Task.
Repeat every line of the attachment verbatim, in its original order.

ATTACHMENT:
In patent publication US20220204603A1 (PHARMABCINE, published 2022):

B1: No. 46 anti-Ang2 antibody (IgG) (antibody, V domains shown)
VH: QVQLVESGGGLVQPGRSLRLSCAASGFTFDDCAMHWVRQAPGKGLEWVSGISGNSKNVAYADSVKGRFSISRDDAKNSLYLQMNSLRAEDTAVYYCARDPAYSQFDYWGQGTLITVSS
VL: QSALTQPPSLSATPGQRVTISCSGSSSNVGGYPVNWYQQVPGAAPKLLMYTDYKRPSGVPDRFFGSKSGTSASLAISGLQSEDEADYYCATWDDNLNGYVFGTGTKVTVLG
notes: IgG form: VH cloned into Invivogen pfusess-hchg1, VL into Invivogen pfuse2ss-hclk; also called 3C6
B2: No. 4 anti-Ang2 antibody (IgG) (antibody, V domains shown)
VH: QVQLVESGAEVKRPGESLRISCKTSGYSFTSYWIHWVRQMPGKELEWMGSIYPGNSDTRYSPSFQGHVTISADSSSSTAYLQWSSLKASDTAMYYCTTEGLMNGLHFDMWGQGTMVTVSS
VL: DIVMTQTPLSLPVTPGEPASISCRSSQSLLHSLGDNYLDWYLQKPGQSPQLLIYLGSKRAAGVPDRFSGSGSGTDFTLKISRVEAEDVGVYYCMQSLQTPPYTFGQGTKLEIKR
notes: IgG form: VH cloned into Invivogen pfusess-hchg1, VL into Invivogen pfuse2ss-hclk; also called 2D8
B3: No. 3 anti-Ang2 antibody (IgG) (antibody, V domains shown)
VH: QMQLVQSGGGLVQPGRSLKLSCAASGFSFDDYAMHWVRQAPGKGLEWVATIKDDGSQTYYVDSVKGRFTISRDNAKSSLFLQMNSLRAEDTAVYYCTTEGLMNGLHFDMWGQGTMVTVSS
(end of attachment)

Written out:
In patent publication US20220204603A1 (PHARMABCINE, published 2022):

B1: No. 46 anti-Ang2 antibody (IgG) (antibody, V domains shown)
VH: QVQLVESGGGLVQPGRSLRLSCAASGFTFDDCAMHWVRQAPGKGLEWVSGISGNSKNVAYADSVKGRFSISRDDAKNSLYLQMNSLRAEDTAVYYCARDPAYSQFDYWGQGTLITVSS
VL: QSALTQPPSLSATPGQRVTISCSGSSSNVGGYPVNWYQQVPGAAPKLLMYTDYKRPSGVPDRFFGSKSGTSASLAISGLQSEDEADYYCATWDDNLNGYVFGTGTKVTVLG
notes: IgG form: VH cloned into Invivogen pfusess-hchg1, VL into Invivogen pfuse2ss-hclk; also called 3C6
B2: No. 4 anti-Ang2 antibody (IgG) (antibody, V domains shown)
VH: QVQLVESGAEVKRPGESLRISCKTSGYSFTSYWIHWVRQMPGKELEWMGSIYPGNSDTRYSPSFQGHVTISADSSSSTAYLQWSSLKASDTAMYYCTTEGLMNGLHFDMWGQGTMVTVSS
VL: DIVMTQTPLSLPVTPGEPASISCRSSQSLLHSLGDNYLDWYLQKPGQSPQLLIYLGSKRAAGVPDRFSGSGSGTDFTLKISRVEAEDVGVYYCMQSLQTPPYTFGQGTKLEIKR
notes: IgG form: VH cloned into Invivogen pfusess-hchg1, VL into Invivogen pfuse2ss-hclk; also called 2D8
B3: No. 3 anti-Ang2 antibody (IgG) (antibody, V domains shown)
VH: QMQLVQSGGGLVQPGRSLKLSCAASGFSFDDYAMHWVRQAPGKGLEWVATIKDDGSQTYYVDSVKGRFTISRDNAKSSLFLQMNSLRAEDTAVYYCTTEGLMNGLHFDMWGQGTMVTVSS